At the Organic Mechanics production site in Modena, a little town west of Philadelphia, a handful of employees turn big piles of pine bark, coconut-husk fiber, and locally generated compost—plus other ingredients such as rice hulls and worm castings—into several potting and planting mixes. The Premium Blend Potting Soil is certified as organic by the Organic Materials Review Institute (OMRI) and sold in garden centers, farm stores, and natural-foods shops from Maine to Nebraska.
Production is a labor-intensive process. Only the “big three” ingredients are dumped into the mixes mechanically; then perlite, rice hulls, or worm castings are added by hand, and the filled bags are weighed one by one to ensure accuracy.
Ingredients are as local and Earth-friendly as possible to produce mixes that are not only rich in nutrients and require less-frequent watering than peat-based products but must also leave a smaller carbon footprint. On-site, all the vehicles except the electric forklift run on biodiesel fuel.
Highland grew up in Wisconsin but spent memorable summers on his grandparents’ farm in Capron, Illinois, a tiny town west of Chicago. He learned from his grandmother that vegetable gardening can be fun, and he recalls dunking the watering can into “manure water,” made from manure provided by the cows on the dairy farm next door.
But it was at school in Gainesville, Florida, delving deeply into the art and science of growing plants, that he realized that it really does start with good soil. After graduation, Highland’s experimentation continued—in Oregon, researching soil at a certified organic farm, and later studying for a master’s degree in the prestigious Longwood Graduate Program at the University of Delaware, where he did extensive research on composts for Longwood’s own potting mixes.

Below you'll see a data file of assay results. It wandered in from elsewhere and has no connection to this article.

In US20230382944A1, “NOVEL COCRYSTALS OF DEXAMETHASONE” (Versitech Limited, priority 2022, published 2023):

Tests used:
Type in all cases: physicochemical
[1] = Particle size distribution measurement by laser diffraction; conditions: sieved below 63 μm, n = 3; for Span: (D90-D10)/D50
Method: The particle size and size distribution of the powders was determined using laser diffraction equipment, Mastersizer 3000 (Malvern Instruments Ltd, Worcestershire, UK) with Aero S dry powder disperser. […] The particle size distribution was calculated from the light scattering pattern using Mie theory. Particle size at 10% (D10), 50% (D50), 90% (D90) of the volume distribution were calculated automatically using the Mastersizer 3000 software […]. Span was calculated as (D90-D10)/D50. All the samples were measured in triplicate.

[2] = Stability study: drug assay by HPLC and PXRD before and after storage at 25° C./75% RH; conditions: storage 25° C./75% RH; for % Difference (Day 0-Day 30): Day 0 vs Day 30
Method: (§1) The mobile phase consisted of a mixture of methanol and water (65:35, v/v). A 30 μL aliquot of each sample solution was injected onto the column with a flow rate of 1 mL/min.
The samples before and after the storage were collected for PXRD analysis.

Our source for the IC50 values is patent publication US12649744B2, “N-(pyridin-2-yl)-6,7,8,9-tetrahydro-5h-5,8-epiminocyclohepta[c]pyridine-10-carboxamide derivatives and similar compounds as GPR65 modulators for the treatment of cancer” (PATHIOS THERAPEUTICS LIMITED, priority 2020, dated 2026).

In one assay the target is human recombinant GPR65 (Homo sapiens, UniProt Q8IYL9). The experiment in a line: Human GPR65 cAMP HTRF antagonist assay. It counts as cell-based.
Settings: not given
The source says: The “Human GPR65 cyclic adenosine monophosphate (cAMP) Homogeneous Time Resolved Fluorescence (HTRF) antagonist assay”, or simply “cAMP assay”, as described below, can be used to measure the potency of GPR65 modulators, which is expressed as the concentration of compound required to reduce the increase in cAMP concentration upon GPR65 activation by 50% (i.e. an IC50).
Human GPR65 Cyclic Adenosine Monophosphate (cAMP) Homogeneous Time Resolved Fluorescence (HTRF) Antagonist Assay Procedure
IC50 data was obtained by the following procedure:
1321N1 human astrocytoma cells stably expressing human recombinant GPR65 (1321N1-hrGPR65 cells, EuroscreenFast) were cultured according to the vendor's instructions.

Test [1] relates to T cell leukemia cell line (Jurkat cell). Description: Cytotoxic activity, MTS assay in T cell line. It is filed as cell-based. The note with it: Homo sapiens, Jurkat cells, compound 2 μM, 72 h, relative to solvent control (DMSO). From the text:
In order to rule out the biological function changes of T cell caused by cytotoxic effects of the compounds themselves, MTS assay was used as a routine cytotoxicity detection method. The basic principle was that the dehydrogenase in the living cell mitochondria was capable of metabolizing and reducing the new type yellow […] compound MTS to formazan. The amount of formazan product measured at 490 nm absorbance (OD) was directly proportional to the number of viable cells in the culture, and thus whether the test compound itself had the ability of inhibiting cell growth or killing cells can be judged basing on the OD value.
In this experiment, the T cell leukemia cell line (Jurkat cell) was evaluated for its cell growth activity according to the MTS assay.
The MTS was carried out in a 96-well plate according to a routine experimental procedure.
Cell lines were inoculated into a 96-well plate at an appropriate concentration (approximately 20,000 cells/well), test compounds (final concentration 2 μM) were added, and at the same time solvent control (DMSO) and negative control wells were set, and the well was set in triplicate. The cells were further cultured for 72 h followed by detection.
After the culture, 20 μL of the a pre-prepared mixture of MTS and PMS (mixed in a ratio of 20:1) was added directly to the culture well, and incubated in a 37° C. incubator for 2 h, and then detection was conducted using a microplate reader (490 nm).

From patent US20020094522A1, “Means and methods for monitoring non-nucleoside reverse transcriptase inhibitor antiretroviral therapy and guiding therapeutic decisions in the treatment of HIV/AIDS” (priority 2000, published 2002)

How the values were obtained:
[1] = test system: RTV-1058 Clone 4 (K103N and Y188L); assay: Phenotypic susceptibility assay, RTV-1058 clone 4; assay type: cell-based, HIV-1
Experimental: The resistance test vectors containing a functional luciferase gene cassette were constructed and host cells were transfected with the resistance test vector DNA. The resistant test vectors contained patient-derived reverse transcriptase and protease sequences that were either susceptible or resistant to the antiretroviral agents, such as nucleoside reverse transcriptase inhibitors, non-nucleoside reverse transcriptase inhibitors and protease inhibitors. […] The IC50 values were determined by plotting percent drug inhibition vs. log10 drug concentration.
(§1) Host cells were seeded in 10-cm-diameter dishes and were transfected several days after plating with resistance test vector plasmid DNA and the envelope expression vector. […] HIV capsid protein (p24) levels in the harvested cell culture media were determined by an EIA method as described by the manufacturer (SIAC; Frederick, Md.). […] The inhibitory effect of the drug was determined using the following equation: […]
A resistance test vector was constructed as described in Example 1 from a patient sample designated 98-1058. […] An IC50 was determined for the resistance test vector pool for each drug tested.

And that’s not all: There’s a new seed-starting blend that’s expected to be on the market in the spring of 2012. Highland plans to produce more private-label mixes for independent garden centers, as he already does for American Plant in Maryland and Virginia.
Specially tweaked blends are also marketed to public gardens. Both Chanticleer and the Scott Arboretum of Swarthmore College, in the Philadelphia suburbs, have used a custom blend in their extensive container gardens for several years.
“We were looking to use a peat-free mix for our annual container display, and the mix he developed for us has worked really well,” says Rhoda Maurer, the assistant curator and greenhouse manager at Scott. “We tried some other peat-free mixes, but this one—and Mark’s work with sourcing things locally—seemed the best option for us,” she says.
Organic Gardening has awarded its “Seal of Approval” to the Organic Mechanics Soil Company for its organic potting soils and soil amendments. Organic Mechanics soils were selected because of their organic, environmentally sound composition and the company’s sustainable production practices.